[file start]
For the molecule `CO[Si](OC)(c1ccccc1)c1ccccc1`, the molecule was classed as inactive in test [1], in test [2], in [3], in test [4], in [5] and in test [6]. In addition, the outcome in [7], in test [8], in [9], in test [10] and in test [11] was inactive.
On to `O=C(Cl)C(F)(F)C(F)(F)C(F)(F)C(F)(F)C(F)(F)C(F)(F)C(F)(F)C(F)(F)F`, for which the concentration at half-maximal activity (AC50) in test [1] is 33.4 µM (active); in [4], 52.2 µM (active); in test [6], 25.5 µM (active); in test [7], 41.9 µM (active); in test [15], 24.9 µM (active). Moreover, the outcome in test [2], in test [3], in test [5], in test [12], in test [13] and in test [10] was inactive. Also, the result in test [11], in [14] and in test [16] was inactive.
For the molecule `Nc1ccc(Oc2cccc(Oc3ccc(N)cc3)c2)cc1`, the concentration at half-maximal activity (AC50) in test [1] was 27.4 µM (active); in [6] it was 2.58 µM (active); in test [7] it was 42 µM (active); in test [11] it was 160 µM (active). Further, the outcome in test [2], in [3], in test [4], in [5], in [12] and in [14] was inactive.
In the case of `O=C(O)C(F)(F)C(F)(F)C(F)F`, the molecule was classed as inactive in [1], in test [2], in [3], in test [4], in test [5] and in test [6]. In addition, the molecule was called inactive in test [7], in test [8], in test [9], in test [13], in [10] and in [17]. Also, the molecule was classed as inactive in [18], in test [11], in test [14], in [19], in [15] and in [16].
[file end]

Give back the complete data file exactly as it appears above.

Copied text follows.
For the molecule `CO[Si](OC)(c1ccccc1)c1ccccc1`, the molecule was classed as inactive in test [1], in test [2], in [3], in test [4], in [5] and in test [6]. In addition, the outcome in [7], in test [8], in [9], in test [10] and in test [11] was inactive.
On to `O=C(Cl)C(F)(F)C(F)(F)C(F)(F)C(F)(F)C(F)(F)C(F)(F)C(F)(F)C(F)(F)F`, for which the concentration at half-maximal activity (AC50) in test [1] is 33.4 µM (active); in [4], 52.2 µM (active); in test [6], 25.5 µM (active); in test [7], 41.9 µM (active); in test [15], 24.9 µM (active). Moreover, the outcome in test [2], in test [3], in test [5], in test [12], in test [13] and in test [10] was inactive. Also, the result in test [11], in [14] and in test [16] was inactive.
For the molecule `Nc1ccc(Oc2cccc(Oc3ccc(N)cc3)c2)cc1`, the concentration at half-maximal activity (AC50) in test [1] was 27.4 µM (active); in [6] it was 2.58 µM (active); in test [7] it was 42 µM (active); in test [11] it was 160 µM (active). Further, the outcome in test [2], in [3], in test [4], in [5], in [12] and in [14] was inactive.
In the case of `O=C(O)C(F)(F)C(F)(F)C(F)F`, the molecule was classed as inactive in [1], in test [2], in [3], in test [4], in test [5] and in test [6]. In addition, the molecule was called inactive in test [7], in test [8], in test [9], in test [13], in [10] and in [17]. Also, the molecule was classed as inactive in [18], in test [11], in test [14], in [19], in [15] and in [16].